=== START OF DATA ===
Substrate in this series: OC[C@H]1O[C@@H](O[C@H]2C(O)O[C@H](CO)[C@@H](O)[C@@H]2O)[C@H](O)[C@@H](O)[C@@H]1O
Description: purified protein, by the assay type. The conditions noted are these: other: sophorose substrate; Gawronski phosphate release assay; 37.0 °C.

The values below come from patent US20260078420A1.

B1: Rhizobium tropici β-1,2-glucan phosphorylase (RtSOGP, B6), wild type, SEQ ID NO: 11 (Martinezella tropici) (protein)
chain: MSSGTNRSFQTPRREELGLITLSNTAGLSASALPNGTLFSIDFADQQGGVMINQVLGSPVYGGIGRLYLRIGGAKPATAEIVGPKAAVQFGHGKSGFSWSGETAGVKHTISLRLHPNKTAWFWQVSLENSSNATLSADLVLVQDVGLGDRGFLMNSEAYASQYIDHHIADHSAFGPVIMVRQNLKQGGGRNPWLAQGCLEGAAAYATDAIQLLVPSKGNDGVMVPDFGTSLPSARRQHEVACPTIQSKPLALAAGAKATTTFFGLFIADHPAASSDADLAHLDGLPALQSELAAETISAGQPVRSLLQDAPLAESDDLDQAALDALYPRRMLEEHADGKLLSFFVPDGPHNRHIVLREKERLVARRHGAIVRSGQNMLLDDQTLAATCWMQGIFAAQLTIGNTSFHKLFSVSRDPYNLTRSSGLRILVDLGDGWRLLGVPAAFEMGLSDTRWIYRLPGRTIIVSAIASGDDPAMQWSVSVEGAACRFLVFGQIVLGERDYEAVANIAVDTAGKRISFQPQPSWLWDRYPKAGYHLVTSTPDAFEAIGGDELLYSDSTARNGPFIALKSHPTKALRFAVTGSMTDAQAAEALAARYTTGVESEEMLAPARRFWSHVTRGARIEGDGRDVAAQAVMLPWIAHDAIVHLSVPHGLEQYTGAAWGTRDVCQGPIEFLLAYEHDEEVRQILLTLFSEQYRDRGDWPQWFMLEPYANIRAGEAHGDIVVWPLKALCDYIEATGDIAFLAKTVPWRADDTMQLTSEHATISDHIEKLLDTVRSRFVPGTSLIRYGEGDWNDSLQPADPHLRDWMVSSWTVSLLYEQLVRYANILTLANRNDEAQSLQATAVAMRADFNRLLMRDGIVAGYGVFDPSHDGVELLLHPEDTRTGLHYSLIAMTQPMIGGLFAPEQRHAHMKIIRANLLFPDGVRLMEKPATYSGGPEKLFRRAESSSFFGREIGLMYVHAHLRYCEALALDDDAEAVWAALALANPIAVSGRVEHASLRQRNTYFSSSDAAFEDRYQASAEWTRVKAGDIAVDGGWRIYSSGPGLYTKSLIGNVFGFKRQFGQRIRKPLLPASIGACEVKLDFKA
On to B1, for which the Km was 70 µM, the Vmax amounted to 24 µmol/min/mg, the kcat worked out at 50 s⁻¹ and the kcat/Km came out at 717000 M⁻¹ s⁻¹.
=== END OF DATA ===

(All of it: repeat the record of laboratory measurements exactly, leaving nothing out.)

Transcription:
Substrate in this series: OC[C@H]1O[C@@H](O[C@H]2C(O)O[C@H](CO)[C@@H](O)[C@@H]2O)[C@H](O)[C@@H](O)[C@@H]1O
Description: purified protein, by the assay type. The conditions noted are these: other: sophorose substrate; Gawronski phosphate release assay; 37.0 °C.

The values below come from patent US20260078420A1.

B1: Rhizobium tropici β-1,2-glucan phosphorylase (RtSOGP, B6), wild type, SEQ ID NO: 11 (Martinezella tropici) (protein)
chain: MSSGTNRSFQTPRREELGLITLSNTAGLSASALPNGTLFSIDFADQQGGVMINQVLGSPVYGGIGRLYLRIGGAKPATAEIVGPKAAVQFGHGKSGFSWSGETAGVKHTISLRLHPNKTAWFWQVSLENSSNATLSADLVLVQDVGLGDRGFLMNSEAYASQYIDHHIADHSAFGPVIMVRQNLKQGGGRNPWLAQGCLEGAAAYATDAIQLLVPSKGNDGVMVPDFGTSLPSARRQHEVACPTIQSKPLALAAGAKATTTFFGLFIADHPAASSDADLAHLDGLPALQSELAAETISAGQPVRSLLQDAPLAESDDLDQAALDALYPRRMLEEHADGKLLSFFVPDGPHNRHIVLREKERLVARRHGAIVRSGQNMLLDDQTLAATCWMQGIFAAQLTIGNTSFHKLFSVSRDPYNLTRSSGLRILVDLGDGWRLLGVPAAFEMGLSDTRWIYRLPGRTIIVSAIASGDDPAMQWSVSVEGAACRFLVFGQIVLGERDYEAVANIAVDTAGKRISFQPQPSWLWDRYPKAGYHLVTSTPDAFEAIGGDELLYSDSTARNGPFIALKSHPTKALRFAVTGSMTDAQAAEALAARYTTGVESEEMLAPARRFWSHVTRGARIEGDGRDVAAQAVMLPWIAHDAIVHLSVPHGLEQYTGAAWGTRDVCQGPIEFLLAYEHDEEVRQILLTLFSEQYRDRGDWPQWFMLEPYANIRAGEAHGDIVVWPLKALCDYIEATGDIAFLAKTVPWRADDTMQLTSEHATISDHIEKLLDTVRSRFVPGTSLIRYGEGDWNDSLQPADPHLRDWMVSSWTVSLLYEQLVRYANILTLANRNDEAQSLQATAVAMRADFNRLLMRDGIVAGYGVFDPSHDGVELLLHPEDTRTGLHYSLIAMTQPMIGGLFAPEQRHAHMKIIRANLLFPDGVRLMEKPATYSGGPEKLFRRAESSSFFGREIGLMYVHAHLRYCEALALDDDAEAVWAALALANPIAVSGRVEHASLRQRNTYFSSSDAAFEDRYQASAEWTRVKAGDIAVDGGWRIYSSGPGLYTKSLIGNVFGFKRQFGQRIRKPLLPASIGACEVKLDFKA
On to B1, for which the Km was 70 µM, the Vmax amounted to 24 µmol/min/mg, the kcat worked out at 50 s⁻¹ and the kcat/Km came out at 717000 M⁻¹ s⁻¹.